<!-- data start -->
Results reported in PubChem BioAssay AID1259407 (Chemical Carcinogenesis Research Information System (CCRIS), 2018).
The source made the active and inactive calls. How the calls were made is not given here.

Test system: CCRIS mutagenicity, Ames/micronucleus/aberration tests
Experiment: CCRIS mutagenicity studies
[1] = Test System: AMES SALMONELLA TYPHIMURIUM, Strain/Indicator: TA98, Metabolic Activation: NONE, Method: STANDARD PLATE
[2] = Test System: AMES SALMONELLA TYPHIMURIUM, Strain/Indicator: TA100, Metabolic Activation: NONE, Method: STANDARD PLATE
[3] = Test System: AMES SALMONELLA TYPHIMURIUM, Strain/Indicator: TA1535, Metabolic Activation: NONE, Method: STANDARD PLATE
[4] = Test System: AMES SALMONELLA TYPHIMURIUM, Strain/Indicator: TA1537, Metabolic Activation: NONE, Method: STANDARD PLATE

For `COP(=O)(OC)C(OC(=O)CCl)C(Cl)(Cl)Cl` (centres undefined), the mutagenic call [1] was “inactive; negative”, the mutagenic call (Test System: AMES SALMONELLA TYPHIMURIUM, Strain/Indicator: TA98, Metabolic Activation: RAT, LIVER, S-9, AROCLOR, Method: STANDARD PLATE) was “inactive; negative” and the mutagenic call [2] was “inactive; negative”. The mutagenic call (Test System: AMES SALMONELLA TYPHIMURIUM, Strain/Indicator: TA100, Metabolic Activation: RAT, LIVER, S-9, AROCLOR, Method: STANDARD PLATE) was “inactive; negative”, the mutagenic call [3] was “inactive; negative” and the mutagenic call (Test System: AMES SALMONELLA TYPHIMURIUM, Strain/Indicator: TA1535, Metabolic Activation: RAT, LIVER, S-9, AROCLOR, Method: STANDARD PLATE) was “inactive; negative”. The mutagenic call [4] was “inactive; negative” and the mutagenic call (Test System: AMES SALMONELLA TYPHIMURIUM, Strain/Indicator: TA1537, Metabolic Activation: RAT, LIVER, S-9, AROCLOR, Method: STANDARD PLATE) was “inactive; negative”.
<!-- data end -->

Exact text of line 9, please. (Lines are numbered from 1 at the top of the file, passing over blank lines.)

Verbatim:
For `COP(=O)(OC)C(OC(=O)CCl)C(Cl)(Cl)Cl` (centres undefined), the mutagenic call [1] was “inactive; negative”, the mutagenic call (Test System: AMES SALMONELLA TYPHIMURIUM, Strain/Indicator: TA98, Metabolic Activation: RAT, LIVER, S-9, AROCLOR, Method: STANDARD PLATE) was “inactive; negative” and the mutagenic call [2] was “inactive; negative”. The mutagenic call (Test System: AMES SALMONELLA TYPHIMURIUM, Strain/Indicator: TA100, Metabolic Activation: RAT, LIVER, S-9, AROCLOR, Method: STANDARD PLATE) was “inactive; negative”, the mutagenic call [3] was “inactive; negative” and the mutagenic call (Test System: AMES SALMONELLA TYPHIMURIUM, Strain/Indicator: TA1535, Metabolic Activation: RAT, LIVER, S-9, AROCLOR, Method: STANDARD PLATE) was “inactive; negative”. The mutagenic call [4] was “inactive; negative” and the mutagenic call (Test System: AMES SALMONELLA TYPHIMURIUM, Strain/Indicator: TA1537, Metabolic Activation: RAT, LIVER, S-9, AROCLOR, Method: STANDARD PLATE) was “inactive; negative”.